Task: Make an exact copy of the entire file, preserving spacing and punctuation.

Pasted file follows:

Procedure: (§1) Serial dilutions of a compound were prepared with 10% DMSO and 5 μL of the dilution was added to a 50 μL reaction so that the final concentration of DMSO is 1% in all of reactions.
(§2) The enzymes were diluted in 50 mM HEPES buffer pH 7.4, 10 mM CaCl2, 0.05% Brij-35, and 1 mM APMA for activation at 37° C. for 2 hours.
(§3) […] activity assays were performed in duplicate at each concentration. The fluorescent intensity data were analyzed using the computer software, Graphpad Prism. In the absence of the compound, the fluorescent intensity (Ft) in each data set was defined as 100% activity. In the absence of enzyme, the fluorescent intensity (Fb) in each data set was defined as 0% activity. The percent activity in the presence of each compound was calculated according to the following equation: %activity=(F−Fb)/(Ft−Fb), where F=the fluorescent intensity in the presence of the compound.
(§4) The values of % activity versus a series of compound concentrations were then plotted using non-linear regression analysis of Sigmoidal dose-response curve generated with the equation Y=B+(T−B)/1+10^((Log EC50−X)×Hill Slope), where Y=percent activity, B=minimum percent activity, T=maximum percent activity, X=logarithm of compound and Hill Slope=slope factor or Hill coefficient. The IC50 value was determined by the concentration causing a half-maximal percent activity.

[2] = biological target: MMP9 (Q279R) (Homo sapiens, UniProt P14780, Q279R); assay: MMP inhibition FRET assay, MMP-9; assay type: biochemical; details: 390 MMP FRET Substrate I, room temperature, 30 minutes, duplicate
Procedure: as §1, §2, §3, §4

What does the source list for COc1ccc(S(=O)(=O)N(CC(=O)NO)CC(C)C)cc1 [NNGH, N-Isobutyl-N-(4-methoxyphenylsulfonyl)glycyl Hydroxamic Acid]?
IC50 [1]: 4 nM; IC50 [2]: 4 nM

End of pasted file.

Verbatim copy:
Procedure: (§1) Serial dilutions of a compound were prepared with 10% DMSO and 5 μL of the dilution was added to a 50 μL reaction so that the final concentration of DMSO is 1% in all of reactions.
(§2) The enzymes were diluted in 50 mM HEPES buffer pH 7.4, 10 mM CaCl2, 0.05% Brij-35, and 1 mM APMA for activation at 37° C. for 2 hours.
(§3) […] activity assays were performed in duplicate at each concentration. The fluorescent intensity data were analyzed using the computer software, Graphpad Prism. In the absence of the compound, the fluorescent intensity (Ft) in each data set was defined as 100% activity. In the absence of enzyme, the fluorescent intensity (Fb) in each data set was defined as 0% activity. The percent activity in the presence of each compound was calculated according to the following equation: %activity=(F−Fb)/(Ft−Fb), where F=the fluorescent intensity in the presence of the compound.
(§4) The values of % activity versus a series of compound concentrations were then plotted using non-linear regression analysis of Sigmoidal dose-response curve generated with the equation Y=B+(T−B)/1+10^((Log EC50−X)×Hill Slope), where Y=percent activity, B=minimum percent activity, T=maximum percent activity, X=logarithm of compound and Hill Slope=slope factor or Hill coefficient. The IC50 value was determined by the concentration causing a half-maximal percent activity.

[2] = biological target: MMP9 (Q279R) (Homo sapiens, UniProt P14780, Q279R); assay: MMP inhibition FRET assay, MMP-9; assay type: biochemical; details: 390 MMP FRET Substrate I, room temperature, 30 minutes, duplicate
Procedure: as §1, §2, §3, §4

What does the source list for COc1ccc(S(=O)(=O)N(CC(=O)NO)CC(C)C)cc1 [NNGH, N-Isobutyl-N-(4-methoxyphenylsulfonyl)glycyl Hydroxamic Acid]?
IC50 [1]: 4 nM; IC50 [2]: 4 nM